Paektu volcano, on the border between the Democratic People’s Republic of Korea and China, had its most recent eruption circa 946. Dubbed “the Millennium Eruption,” this event covered the entire Korean peninsula in ash. The big question is when this active volcano will erupt again.

ASU’s School of Earth and Space Exploration postdoc Kayla Iacovino (pictured above), along with scientists from North Korea and the United Kingdom, joined forces — and navigated miles of political red tape — to study this volcano and determine what potential impacts it could have when it erupts again. Their findings were recently published in Science Advances.

“Doing research in this area has its challenges,” Iacovino said.

To start, it’s against the law for North Korean people to speak with foreigners. In addition, international sanctions prevent most people from visiting North Korea, let alone bringing scientific equipment.

The team persevered, however, for two years, navigating embassies, forms and permissions from foreign governments. The work paid off in 2013 when the UK/U.S. team was able to not only set foot in North Korea, but to work directly with local North Korean scientists.

“We were able to build trust between the two sides,” Iacovino said. “We share data equally, and both sides get a lot more done working together in understanding the volcano’s history.”

North Korean won

Paektu volcano is well known to North Koreans and is important to their culture, appearing on paintings and Korean money like this 50-won note.

The North Korean scientific community is well aware of the dangers of such a large active volcano and has been studying the area for decades — and for good reason. A large eruption from a volcano like Paektu, while rare in human history, can cause massive damage to lives and property. The ash it spreads can affect global trade routes, crop yields, climate change and the spread of infectious diseases.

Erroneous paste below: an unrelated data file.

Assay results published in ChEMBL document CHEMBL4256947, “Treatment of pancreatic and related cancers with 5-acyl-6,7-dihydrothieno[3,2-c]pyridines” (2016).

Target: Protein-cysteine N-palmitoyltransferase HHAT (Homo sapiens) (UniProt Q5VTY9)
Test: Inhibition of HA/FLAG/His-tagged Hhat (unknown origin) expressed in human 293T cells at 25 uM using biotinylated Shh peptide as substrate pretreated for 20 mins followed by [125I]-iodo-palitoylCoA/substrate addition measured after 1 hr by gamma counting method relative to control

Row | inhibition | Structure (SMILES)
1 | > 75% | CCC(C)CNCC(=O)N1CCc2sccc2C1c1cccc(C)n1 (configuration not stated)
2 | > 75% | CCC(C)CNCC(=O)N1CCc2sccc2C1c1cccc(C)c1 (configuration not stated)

Iacovino, who is both a volcanologist and petrologist, was able to specifically contribute to the team through her expertise in studying the origins of volcanic rocks. As a petrologist, Iacovino takes rocks that she finds in the field and recreates “mini-magma chambers” in the lab, essentially recreating the conditions of heat and pressure that originally formed the volcanic rocks. This helps provide clues to the history of the volcano, helping to predict future behavior.

Iacovino and the international team also found evidence of partial melt beneath the volcano, also published in Science Advances in April 2016. They used seismometers to image the subsurface beneath Paektu and were able to locate a region of magma storage, which is likely the same magma chamber that was the source region for the erupted material during the Millennium Eruption.

ASU postdoc Kayla Iacovino in the EPIC lab

Kayla Iacovino, who is also an ASU alum (geology, 2010), is a postdoctoral researcher in the EPIC lab, run by SESE assistant professor Christy Till. Iacovino is featured here with the EPIC lab’s end-loaded piston cylinder.

The next step for the team is to rally for new funding for ongoing science collaboration on the volcano. Another big goal is to have science teams from China and North Korea communicate with each other and, ultimately, get all the various analyses of the volcano working in tandem.

By collectively monitoring and surveying ongoing changes at this active volcano, the team hopes to have a better understanding of when it may erupt again.

Top photo: Researchers (from left) Kim Ju-Song, Clive Oppenheimer, Kayla Iacovino and a North Korean geochemist on the shore of Lake Chon, in the caldera of Paektu.

Karin Valentine

Media Relations & Marketing manager, School of Earth and Space Exploration